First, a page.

joe.bowbeer at gmail.com
Mon Feb 18 15:16:38 PST 2013
I wouldn't have thought that boxed had anything to do with "our" 3-arg
reduce example. Boxed is by-product of my decision to use a primitive
generator (intRange). I could have picked a different generator and then I
wouldn't have needed boxed(), yet the 3-arg reduce form would be unaffected.
There are lots of applications for prefix-sums. Guy Blelloch listed 13 in
1993, and string-compare just happened to be at the top of the list, where
I have a couple of related questions, which I think may be raised by others:
1. Why don't we have a 3-arg mapreduce like Guy Steele discusses in his
(or a map-scan-zip?)
2. Why don't we have a parallel fold (map+combine) like Rich Hickey added
On Mon, Feb 18, 2013 at 12:20 PM, Brian Goetz <brian.goetz at oracle.com>wrote:
> Circling back to this (i.e., "reducing reduce", redux):
> There are a lot of considerations here, many mostly accidental (e.g.,
> consequences of erasure and the primitive/reference divide).
> The three-arg functional reduce form is functionally equivalent to the
> two-arg form, except that there are some constructions that are more
> efficient to handle in the three arg form. However, the best example we
> came up with, Joe's string compare, suffers because he had to use boxing.
> So we're currently in a place where the best example to support this form
> has other defects that make the form hard to support. And, any form of
> functional reduce on a reference would likely result in a lot of object
> creation, so the optimization of eliding some of the mapping would have to
> overcome that.
> Further, one can still handle this without boxing using collect() and an
> explicit mutable result holder. On the other hand, if/when the language
> acquires tuples, it will be a very different story, and this form would
> become infinitely more useful.
> So I think the evidence weighs slightly in favor of ditching this form for
> now (though I'd feel better if people didn't have to use either an ad-hoc
> class or a single-element array as the data box when using the collect()
> Secondarily, ditching the three-arg form from Stream would remove one
> element of support for naming reduce and collect differently; part of the
> motivation for a different name was that the three-arg collect and
> three-arg reduce overloaded very poorly if they had the same name. However,
> I think we should resist the temptation to act on this. I think (a) there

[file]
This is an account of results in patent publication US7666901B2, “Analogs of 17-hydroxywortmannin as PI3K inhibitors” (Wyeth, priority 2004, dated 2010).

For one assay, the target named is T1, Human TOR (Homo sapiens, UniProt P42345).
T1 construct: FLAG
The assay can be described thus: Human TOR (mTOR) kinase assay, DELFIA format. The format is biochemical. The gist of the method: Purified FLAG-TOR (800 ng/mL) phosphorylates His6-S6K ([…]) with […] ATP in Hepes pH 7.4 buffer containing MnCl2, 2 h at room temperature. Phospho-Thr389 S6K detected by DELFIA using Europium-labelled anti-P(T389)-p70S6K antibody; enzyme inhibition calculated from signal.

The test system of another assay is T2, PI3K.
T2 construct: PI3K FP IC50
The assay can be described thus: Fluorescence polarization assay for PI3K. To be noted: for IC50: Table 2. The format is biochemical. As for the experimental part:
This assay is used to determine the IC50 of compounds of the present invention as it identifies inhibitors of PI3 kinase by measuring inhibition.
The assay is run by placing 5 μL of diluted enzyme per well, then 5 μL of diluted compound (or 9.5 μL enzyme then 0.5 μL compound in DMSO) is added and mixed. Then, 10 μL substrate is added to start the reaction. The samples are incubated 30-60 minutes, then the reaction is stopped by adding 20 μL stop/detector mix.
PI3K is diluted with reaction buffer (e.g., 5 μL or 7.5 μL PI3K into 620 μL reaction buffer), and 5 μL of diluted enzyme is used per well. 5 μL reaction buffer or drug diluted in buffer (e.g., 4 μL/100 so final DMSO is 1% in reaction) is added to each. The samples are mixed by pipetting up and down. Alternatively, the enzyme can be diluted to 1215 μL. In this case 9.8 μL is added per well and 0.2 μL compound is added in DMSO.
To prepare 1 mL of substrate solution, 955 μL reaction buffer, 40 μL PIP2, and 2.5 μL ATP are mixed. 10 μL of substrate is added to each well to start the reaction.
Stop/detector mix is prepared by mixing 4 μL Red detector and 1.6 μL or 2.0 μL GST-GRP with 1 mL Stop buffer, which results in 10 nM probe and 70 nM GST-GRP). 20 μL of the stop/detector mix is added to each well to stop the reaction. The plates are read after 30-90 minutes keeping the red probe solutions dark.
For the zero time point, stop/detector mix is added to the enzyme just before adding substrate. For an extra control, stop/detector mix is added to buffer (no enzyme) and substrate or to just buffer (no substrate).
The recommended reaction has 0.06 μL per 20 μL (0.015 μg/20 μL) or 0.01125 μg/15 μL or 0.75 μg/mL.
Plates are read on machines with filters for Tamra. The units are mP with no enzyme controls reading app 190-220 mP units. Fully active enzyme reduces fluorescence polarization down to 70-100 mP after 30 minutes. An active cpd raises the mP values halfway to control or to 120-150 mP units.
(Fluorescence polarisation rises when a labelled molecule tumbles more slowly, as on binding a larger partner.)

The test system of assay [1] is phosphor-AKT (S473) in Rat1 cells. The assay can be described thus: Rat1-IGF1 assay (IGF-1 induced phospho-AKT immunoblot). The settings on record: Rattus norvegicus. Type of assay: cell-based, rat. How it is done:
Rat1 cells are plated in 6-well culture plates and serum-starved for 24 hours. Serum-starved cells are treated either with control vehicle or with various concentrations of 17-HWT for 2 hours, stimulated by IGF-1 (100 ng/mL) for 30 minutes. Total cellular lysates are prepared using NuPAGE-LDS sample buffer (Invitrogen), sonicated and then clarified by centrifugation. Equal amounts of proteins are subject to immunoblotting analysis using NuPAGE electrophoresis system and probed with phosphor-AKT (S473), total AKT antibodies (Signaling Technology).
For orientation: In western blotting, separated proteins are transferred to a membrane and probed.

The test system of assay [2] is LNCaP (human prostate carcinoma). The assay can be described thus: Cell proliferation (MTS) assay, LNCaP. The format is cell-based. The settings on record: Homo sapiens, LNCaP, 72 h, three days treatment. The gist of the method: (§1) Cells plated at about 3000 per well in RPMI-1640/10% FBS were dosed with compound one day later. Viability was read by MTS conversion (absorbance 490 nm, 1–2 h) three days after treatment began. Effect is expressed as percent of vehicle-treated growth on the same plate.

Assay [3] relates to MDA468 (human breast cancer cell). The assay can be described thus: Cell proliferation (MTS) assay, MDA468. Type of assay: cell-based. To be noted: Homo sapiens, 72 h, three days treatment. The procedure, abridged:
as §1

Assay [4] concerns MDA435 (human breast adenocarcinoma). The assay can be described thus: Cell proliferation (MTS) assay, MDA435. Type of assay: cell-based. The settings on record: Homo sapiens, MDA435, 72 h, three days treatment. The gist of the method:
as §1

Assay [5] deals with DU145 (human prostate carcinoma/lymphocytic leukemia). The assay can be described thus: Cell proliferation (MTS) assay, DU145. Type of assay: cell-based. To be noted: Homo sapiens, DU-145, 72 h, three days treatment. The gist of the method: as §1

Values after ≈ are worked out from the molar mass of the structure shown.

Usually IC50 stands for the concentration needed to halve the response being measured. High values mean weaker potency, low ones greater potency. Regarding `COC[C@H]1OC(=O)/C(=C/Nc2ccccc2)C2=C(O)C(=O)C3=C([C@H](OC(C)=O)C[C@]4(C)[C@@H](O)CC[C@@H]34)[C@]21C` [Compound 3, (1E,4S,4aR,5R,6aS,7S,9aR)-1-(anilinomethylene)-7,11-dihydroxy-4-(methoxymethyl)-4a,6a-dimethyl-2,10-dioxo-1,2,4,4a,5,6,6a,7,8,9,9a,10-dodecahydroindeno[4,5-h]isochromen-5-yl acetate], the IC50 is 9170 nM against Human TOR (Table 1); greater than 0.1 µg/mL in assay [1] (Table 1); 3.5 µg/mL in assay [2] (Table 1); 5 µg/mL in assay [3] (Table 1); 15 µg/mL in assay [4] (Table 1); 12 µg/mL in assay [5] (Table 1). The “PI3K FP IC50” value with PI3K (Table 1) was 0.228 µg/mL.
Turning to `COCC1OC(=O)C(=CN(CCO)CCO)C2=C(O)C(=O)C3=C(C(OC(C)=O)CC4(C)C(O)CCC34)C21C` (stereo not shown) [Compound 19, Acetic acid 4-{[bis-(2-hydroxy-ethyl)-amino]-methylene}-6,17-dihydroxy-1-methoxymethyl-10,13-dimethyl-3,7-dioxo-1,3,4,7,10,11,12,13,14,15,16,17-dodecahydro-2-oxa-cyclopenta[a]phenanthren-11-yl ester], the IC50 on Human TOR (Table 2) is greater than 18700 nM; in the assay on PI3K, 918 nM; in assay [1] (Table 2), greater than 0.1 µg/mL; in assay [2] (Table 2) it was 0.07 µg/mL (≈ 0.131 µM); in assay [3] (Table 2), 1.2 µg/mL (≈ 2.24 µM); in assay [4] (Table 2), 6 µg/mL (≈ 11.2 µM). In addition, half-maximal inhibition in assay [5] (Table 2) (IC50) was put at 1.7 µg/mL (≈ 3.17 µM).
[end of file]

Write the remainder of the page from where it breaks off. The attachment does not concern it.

> is pedagogical value in separating function and mutable reduce forms, and
> (b) if we do this, we slam the door on the more flexible version, which
> will badly bite us in a tupled future.
> We might still consider the three-arg version for IntStream. That's the
> case where Joe's example works.
> On 2/11/2013 11:41 AM, Brian Goetz wrote:
>> Now that we've added all the shapes of map() to Stream (map to
>> ref/int/long/double), and we've separated functional reduce (currently
>> called reduce) from mutable reduce (currently called collect), I think
>> that leaves room for taking out one of the reduce methods from Stream:
>> <U> U reduce(U identity,
>> BiFunction<U, ? super T, U> accumulator,
>> BinaryOperator<U> reducer);
>> This is the one that confuses everyone anyway, and I don't think we need
>> it any more.
>> The argument for having this form instead of discrete map+reduce are:
>> - fused map+reduce reduces boxing
>> - this three-arg form can also fold filtering into the accumulation
>> However, since we now have primitive-bearing map methods, and we can do
>> filtering before and after the map, is this form really carrying its
>> weight? Specifically because people find it counterintuitive, we should
>> consider dropping it and guiding people towards map+reduce.
>> For example, "sum of pages" over a stream of Documents is better written
>> rather than
>> docs.reduce(0, (count, d) -> count + d.getPageCount(), Integer::sum)
>> The big place where we need three-arg reduce is when we're folding into
>> a mutable store. But that's now handled by collect().
>> Have I missed any use cases that would justify keeping this form?
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